Trade unions join women’s coalition to mark International Women’s Day

On 8 March 2010, annual demonstrations for women’s rights took place in many Polish cities to mark International Women’s Day. This year’s demonstrations were held under the banner ‘Solidarity in crisis – solidarity in struggle’. The organisers consisted not only of feminist groups but also some national trade unions. In Warsaw, four trade union organisations joined the feminist coalition the 8 March Women’s Alliance.

Demonstrations for women’s rights, marking International Women’s Day, have been organised in Poland by the 8 March Women’s Alliance (Porozumienie Kobiet 8 Marca, PK8M) for the last 10 years. This year’s demonstrations took place in seven cities: Gdańsk in the north of the country, Poznań in west-central Poland, Kraków and Katowice in the south, Wrocław in the southwest, Olsztyn in the northeast and the capital city of Warsaw. The biggest gathering took place in Warsaw, where – according to various estimates – between 5,000 and 7,000 people joined the protest. Four national-level trade union federations responded positively to the invitation of PK8M and joined the protest in Warsaw: namely, the Free Trade Union ‘August 80’ (Wolny Związek Zawodowy ‘Sierpień 80’, WZZ Sierpień 80), the Polish Teachers’ Union (Związek Nauczycielstwa Polskiego, ZNP), the Nationwide Union of Nurses and Midwives (Ogólnopolski Związek Zawodowy Pielęgniarek i Położnych, OZZPiP) and the All-Poland Alliance of Trade Unions (Ogólnopolskie Porozumienie Związków Zawodowych, OPZZ).

Main demands of women’s coalition

Although the issue of women’s economic discrimination has always been on the agenda of PK8M, demonstrations in earlier years were predominantly focused on women’s civic rights and human rights. By contrast, this year’s demonstrations explicitly promoted broad economic and social issues.

Socioeconomic demands

The demands of the women’s coalition included the following:

  • payment of wage rises to nurses, guaranteed by the 2007 Act on Healthcare Institutions, and the ‘depenalisation’ of workers’ strikes;
  • restitution of the network of public crèches and kindergartens in line with the initiative of ZNP;
  • legal prohibition of the practices adopted by some temporary work agencies depriving workers of social security and employees’ rights by replacing employment contracts with freelance contracts;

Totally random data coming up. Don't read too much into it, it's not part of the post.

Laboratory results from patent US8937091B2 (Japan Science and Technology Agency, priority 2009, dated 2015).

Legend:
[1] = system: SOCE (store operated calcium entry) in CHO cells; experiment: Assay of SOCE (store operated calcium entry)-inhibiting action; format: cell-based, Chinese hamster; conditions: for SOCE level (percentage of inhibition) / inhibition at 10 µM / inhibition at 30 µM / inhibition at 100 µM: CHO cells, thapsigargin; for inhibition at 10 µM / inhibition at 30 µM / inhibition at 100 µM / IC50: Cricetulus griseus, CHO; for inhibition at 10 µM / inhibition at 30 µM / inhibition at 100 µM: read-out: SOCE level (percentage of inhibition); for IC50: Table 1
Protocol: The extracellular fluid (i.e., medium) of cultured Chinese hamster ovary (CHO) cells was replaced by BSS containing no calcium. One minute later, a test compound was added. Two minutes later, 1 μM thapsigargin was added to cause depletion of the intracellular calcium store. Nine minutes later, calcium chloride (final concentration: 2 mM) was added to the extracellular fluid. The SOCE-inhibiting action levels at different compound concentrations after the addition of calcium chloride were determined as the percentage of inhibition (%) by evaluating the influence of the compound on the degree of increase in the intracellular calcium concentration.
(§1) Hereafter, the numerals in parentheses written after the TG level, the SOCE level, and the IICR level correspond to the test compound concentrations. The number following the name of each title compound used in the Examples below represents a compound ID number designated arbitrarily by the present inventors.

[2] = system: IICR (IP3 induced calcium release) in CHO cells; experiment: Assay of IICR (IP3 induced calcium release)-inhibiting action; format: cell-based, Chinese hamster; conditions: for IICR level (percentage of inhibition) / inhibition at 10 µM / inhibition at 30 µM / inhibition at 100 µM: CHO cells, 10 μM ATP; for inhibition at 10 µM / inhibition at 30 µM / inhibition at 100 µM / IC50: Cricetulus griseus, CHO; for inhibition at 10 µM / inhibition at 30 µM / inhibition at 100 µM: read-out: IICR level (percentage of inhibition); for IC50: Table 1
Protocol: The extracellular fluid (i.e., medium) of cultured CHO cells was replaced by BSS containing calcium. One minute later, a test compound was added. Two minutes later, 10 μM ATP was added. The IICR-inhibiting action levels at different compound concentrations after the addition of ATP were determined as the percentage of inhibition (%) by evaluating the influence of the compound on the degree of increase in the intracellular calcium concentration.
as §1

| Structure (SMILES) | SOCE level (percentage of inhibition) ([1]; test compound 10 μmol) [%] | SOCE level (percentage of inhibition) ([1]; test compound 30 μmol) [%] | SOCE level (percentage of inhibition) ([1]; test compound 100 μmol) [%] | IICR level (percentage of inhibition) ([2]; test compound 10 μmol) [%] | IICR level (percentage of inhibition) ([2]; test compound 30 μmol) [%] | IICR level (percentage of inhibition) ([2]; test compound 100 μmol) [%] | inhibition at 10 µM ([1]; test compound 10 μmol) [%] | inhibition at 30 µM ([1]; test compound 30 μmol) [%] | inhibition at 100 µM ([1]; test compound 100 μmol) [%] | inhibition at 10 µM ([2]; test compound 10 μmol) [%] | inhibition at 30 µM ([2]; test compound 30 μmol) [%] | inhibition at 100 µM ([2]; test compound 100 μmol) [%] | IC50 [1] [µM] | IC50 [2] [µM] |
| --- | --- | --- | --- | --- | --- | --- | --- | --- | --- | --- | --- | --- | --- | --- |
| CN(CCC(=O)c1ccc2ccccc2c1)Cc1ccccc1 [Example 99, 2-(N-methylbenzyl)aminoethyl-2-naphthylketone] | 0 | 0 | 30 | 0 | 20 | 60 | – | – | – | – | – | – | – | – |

• prevention of lay-offs and irregular payment of wages under the pretext of the economic crisis;
  • state guarantees of pensions for widows and domestic workers, and a state contribution to the pension fund for female entrepreneurs on maternity leave and parental leave;
  • prevention of illegal evictions and the introduction of the right to housing, which could be effectively pursued in a court of law;
  • promotion of parental leave for men and a more efficient collection of alimony.

Other demands

Apart from socioeconomic issues, the demands also included the following:

  • opposition to the restrictive abortion law;
  • legal prevention of domestic violence;
  • objective sexual education at schools;
  • better access to in-vitro fertilisation (IVF);
  • inheritance rights to gay and lesbian couples;
  • introduction of a quota system for women in parliamentary elections.

Trade union involvement

According to rough estimates, the demonstration involved some 200 members of ZNP, along with 200 members of other trade unions affiliated to OPZZ, 64 members of OZZPiP and about 30 members of WZZ Sierpień 80. Except for WZZ Sierpień 80, whose members joined the demonstration for the third time, trade unions had not participated in the event before.

The trade unions considered the demonstrations not only an opportunity to criticise insufficient government support for women and their families in situations of economic crisis, but also a chance to draw public attention to some of their current campaigns. ZNP promoted its legislative initiative ‘Kindergarten for every child’, aimed at extending access to pre-school education in less privileged areas of the country by reintroducing central government subvention to crèches and kindergartens. The demand for ‘depenalisation’ of strikes was, in turn, put forward by OZZPiP following the case of its activists, who were laid off and sentenced to fines as a consequence of a strike organised in a hospital in the central city of Łódź in September 2008.


Coalition building between trade unions and women’s movements is a new strategy in Poland. It remains to be seen whether their cooperation can be maintained in the long term. While socioeconomic issues seem to be the factors uniting both social milieus – especially in the context of the current economic crisis – the discourse of feminism, including sensitive cultural issues, may be difficult for some trade union leaders and members to accept.

Adam Mrozowicki, Institute of Public Affairs and University of Wroclaw

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